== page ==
Although described above primarily with respect to system and method aspects of the present invention, it will be understood that the present invention may also be embodied as computer program products.

BRIEF DESCRIPTION OF THE FIGURES

FIG. 1 is a front, right perspective view of a pharmaceutical verification system according to embodiments of the present invention.

FIG. 2 is a front, left perspective view of a pharmaceutical verification system of FIG. 1.

FIG. 3 is a flow chart depicting operations according to embodiments of the present invention.

FIG. 4 is a flow chart depicting operations according to embodiments of the present invention.

FIG. 5 is a block diagram of system architecture for implementing operations according to embodiments of the present invention.

DETAILED DESCRIPTION OF EMBODIMENTS OF THE INVENTION

The present invention now will be described more fully hereinafter with reference to the accompanying drawings, in which illustrated embodiments of the invention are shown. This invention may, however, be embodied in many different fauns and should not be construed as limited to the embodiments set forth herein. Rather, these embodiments are provided so that this disclosure will be thorough and complete, and will fully convey the scope of the invention to those skilled in the art. Like numbers refer to like elements throughout.

As used herein, the singular forms “a,” “an,” and “the” are intended to include the plural fauns as well, unless expressly stated otherwise. It will be further understood that the terms “includes,” “comprises,” “including,” and/or “comprising,” when used in this specification, specify the presence of stated features, steps, operations, elements, and/or components, but do not preclude the presence or addition of one or more other features, steps, operations, elements, components, and/or groups thereof. It will be understood that when an element is referred to as being “connected” or “coupled” to another element, it can be directly connected or coupled to the other element or intervening elements may be present. Furthermore, “connected” or “coupled” as used herein may include wirelessly connected or coupled. As used herein, the term “and/or” includes any and all combinations of one or more of the associated listed items.

Unless otherwise defined, all terms (including technical and scientific terms) used herein have the same meaning as commonly understood by one of ordinary skill in the art to which this invention belongs. It will be further understood that terms, such as those defined in commonly used dictionaries, should be interpreted as having a meaning that is consistent with their meaning in the context of the relevant art and will not be interpreted in an idealized or overly faunal sense unless expressly so defined herein.

The present invention may be embodied as systems, methods, and/or computer program products for carrying out various operations of an automated pharmaceutical verification system. Accordingly, the present invention may be embodied in hardware and/or in software (including firmware, resident software, micro-code, etc.). Furthermore, the present invention may take the form of a computer program product on a computer-usable or computer-readable storage medium having computer-usable or computer-readable program code embodied in the medium for use by or in connection with an instruction execution system. In the context of this document, a computer-usable or computer-readable medium may be any medium that can contain, store, communicate, propagate, or transport the program for use by or in connection with the instruction execution system, apparatus, or device.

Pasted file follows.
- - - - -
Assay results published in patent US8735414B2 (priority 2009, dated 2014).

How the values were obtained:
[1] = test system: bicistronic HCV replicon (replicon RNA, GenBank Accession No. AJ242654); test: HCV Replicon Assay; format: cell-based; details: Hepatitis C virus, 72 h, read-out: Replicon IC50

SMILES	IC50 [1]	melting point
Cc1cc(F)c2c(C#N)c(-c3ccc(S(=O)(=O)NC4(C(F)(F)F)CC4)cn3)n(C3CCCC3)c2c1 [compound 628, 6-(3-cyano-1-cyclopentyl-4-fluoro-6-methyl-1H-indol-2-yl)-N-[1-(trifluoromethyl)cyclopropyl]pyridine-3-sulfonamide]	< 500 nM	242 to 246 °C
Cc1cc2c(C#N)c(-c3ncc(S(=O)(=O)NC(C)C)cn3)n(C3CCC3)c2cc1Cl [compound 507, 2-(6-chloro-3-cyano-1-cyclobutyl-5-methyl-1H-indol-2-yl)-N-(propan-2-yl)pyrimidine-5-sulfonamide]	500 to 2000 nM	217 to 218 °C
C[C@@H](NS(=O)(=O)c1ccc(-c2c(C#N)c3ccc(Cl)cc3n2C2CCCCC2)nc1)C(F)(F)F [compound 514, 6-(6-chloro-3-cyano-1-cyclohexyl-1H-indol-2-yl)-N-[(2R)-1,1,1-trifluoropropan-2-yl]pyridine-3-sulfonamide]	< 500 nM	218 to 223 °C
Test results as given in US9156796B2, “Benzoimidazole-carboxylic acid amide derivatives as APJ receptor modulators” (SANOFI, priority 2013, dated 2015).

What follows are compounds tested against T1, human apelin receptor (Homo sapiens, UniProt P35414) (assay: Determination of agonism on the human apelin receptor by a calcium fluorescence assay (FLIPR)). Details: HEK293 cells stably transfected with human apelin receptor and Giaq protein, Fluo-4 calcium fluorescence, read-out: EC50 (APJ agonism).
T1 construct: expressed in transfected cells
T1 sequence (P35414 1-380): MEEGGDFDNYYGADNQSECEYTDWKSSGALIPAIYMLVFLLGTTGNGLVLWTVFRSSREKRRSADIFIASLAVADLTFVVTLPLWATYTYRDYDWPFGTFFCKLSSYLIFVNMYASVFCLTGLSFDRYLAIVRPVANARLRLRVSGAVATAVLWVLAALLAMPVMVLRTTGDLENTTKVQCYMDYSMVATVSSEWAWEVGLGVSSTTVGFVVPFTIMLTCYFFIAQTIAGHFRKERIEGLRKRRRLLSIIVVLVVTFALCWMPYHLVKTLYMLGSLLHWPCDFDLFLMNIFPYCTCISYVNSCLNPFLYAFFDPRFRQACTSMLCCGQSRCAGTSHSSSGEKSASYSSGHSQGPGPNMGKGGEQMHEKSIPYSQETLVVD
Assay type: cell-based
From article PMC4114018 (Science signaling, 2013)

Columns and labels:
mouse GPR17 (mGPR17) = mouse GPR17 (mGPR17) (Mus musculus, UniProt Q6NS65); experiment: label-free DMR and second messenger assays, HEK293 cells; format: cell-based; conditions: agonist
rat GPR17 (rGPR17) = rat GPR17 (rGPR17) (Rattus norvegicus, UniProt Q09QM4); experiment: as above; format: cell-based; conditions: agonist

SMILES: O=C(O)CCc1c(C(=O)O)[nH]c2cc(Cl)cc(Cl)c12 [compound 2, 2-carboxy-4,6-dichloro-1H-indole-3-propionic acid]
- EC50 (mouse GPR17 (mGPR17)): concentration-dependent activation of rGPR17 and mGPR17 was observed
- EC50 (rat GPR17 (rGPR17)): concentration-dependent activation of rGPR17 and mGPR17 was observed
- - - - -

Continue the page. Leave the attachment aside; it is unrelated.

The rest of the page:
The computer-usable or computer-readable medium may be, for example, but not limited to, an electronic, magnetic, optical, electromagnetic, infrared, or semiconductor system, apparatus, or device. More specific examples (a non-exhaustive list) of the computer-readable medium would include the following: an electrical connection having one or more wires, a portable computer diskette, a random access memory (RAM), a read-only memory (ROM), an erasable programmable read-only memory (EPROM or Flash memory), and a portable compact disc read-only memory (CD-ROM).

The present invention is described herein with reference to flowchart illustrations and block diagram illustrations of methods, systems, and computer program products for implementing the various operations of an automated pharmacy machine, according to embodiments of the present invention. It will be understood that each block of the flowchart and/or block diagram illustrations, and combinations of blocks in the flowchart and/or block diagram illustrations, may be implemented by computer program instructions and/or hardware operations. These computer program instructions are provided to a processor, or other programmable data processing apparatus to produce a machine, such that the instructions execute via the processor and create means for implementing the functions specified in the flowcharts and block diagram blocks.

These computer program instructions may also be stored in a computer usable or computer-readable memory such that the instructions produce an article of manufacture including instructions that implement the functions specified in the flowcharts and block diagram blocks.

It should also be noted that in some alternate implementations, the functions/acts noted in the blocks may occur out of the order noted in the flowcharts. For example, two blocks shown in succession may in fact be executed substantially concurrently or the blocks may sometimes be executed in the reverse order, depending upon the functionality/acts involved. Moreover, the functionality of a given block of the flowcharts and/or block diagrams may be separated into multiple blocks and/or the functionality of two or more blocks of the flowcharts and/or block diagrams may be at least partially integrated.